I've always been queasy about gamification. I appreciate the mash-up of documentation pointers and authority markers that are the hallmark of the best gamification implementations, such as the one at Stack Overflow. On the other hand, I've never understood the mechanical skeumorph games, like Guitar Hero, where the objective is to mimic a skill that, on its own, would be much more satisfying (and more demanding) then mastering a weirdly-shaped Simon
interface and its various patterns. (And if you think about it, that's exactly
what Guitar Hero is-- an upgraded version of Simon.) I'd rather master the skill, rather than emulate mastering the skill.
And here's the weirdest thing of all: Competence is easy.
. You can learn to do anything in three months
. You will not be an expert, because that takes 10,000 hours
, but you can become competent, even conversant, in any topic you care about with 100 hours of serious study: one hour a day, every day, for three months.
And while those skills may fade if you don't keep applying them, the neural networks they build will serve you well for decades. Want to learn French, or Japanese? 100 hours. Want to learn how to program? 100 hours. Want to learn how to play guitar? 100 hours.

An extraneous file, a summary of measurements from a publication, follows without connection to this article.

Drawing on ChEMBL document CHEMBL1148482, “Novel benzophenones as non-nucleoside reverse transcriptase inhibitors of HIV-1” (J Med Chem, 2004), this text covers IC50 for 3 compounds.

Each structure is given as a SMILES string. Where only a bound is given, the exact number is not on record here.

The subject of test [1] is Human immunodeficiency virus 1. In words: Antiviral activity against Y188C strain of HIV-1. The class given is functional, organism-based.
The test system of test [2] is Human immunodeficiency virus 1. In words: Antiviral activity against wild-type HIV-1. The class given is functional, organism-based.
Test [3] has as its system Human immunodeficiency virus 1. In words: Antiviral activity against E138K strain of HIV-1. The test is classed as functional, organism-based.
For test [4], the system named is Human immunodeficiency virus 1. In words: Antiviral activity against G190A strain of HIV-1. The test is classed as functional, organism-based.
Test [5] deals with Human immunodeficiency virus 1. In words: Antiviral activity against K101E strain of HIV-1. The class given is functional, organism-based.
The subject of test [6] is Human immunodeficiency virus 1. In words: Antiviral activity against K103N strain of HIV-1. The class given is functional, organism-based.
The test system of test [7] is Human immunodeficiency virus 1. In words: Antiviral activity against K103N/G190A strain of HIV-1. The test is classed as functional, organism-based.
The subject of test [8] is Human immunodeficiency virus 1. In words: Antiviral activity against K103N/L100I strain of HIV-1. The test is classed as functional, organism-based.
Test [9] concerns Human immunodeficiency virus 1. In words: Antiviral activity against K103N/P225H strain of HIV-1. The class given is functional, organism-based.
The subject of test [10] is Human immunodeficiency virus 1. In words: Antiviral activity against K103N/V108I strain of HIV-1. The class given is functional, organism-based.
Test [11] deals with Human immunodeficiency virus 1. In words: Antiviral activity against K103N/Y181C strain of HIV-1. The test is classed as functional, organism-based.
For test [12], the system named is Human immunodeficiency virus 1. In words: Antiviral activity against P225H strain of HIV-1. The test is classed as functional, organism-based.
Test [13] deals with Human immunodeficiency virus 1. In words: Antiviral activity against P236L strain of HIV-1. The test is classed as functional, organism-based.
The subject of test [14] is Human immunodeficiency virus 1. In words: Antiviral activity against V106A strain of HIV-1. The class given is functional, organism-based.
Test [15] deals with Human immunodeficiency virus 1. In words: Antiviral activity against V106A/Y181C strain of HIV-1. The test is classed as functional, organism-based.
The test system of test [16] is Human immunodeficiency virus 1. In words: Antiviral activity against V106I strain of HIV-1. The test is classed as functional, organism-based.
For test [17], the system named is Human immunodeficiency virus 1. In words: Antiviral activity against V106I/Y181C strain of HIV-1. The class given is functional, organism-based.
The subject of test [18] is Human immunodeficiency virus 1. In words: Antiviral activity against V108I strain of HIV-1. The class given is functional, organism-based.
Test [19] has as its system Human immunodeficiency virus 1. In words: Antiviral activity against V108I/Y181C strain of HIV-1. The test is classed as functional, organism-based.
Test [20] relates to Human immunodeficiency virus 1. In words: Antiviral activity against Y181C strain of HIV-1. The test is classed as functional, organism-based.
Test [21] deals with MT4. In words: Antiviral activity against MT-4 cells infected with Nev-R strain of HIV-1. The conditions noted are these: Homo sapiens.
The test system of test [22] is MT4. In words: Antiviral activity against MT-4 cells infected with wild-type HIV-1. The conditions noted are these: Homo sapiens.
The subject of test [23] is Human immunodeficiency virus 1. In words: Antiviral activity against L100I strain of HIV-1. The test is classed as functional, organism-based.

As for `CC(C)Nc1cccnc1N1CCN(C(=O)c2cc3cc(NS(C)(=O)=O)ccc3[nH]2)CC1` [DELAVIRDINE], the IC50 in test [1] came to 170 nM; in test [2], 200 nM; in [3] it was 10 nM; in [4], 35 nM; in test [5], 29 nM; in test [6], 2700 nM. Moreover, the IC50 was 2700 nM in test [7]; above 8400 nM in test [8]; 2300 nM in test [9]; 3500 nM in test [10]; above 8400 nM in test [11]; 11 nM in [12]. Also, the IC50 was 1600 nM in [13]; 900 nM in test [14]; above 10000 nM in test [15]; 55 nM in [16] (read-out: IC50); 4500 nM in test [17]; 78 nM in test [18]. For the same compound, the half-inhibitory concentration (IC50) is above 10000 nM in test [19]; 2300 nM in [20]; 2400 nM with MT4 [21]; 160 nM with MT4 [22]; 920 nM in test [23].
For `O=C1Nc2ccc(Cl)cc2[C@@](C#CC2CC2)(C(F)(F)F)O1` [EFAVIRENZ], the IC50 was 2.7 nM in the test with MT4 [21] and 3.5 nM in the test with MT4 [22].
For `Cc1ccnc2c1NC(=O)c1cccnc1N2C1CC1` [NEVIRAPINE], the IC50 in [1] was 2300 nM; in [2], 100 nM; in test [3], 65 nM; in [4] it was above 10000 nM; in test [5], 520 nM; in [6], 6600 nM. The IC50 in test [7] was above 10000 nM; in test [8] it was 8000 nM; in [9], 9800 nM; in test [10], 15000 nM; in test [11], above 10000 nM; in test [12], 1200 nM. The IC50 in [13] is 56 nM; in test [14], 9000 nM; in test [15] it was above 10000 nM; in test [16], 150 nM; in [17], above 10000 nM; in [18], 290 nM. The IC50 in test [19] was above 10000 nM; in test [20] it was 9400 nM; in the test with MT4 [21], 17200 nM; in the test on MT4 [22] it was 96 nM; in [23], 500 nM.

It can't be 100 hours in a row. You can't master the guitar in four sleepless days, or even eight sleep-filled days. Those brain cells take time to grow, and need reinforcment to sustain themselves. But you can go from being incompetent at the guitar or Frnech to understanding basic music theory and sufficient finger skills to play a lot
of different music in 100 days, or listen to French radio and read pulp novels, in 100 days.
Oddly enough, Jerry Seinfeld has a technique called Don't Break The Chain
, which is perfect for this kind of thing. Tim Ferris's matrix of learning
is a good start for figuring out if and how you want to spend that hundred hours (what else are you gonna do... play video games?), and not just for language training.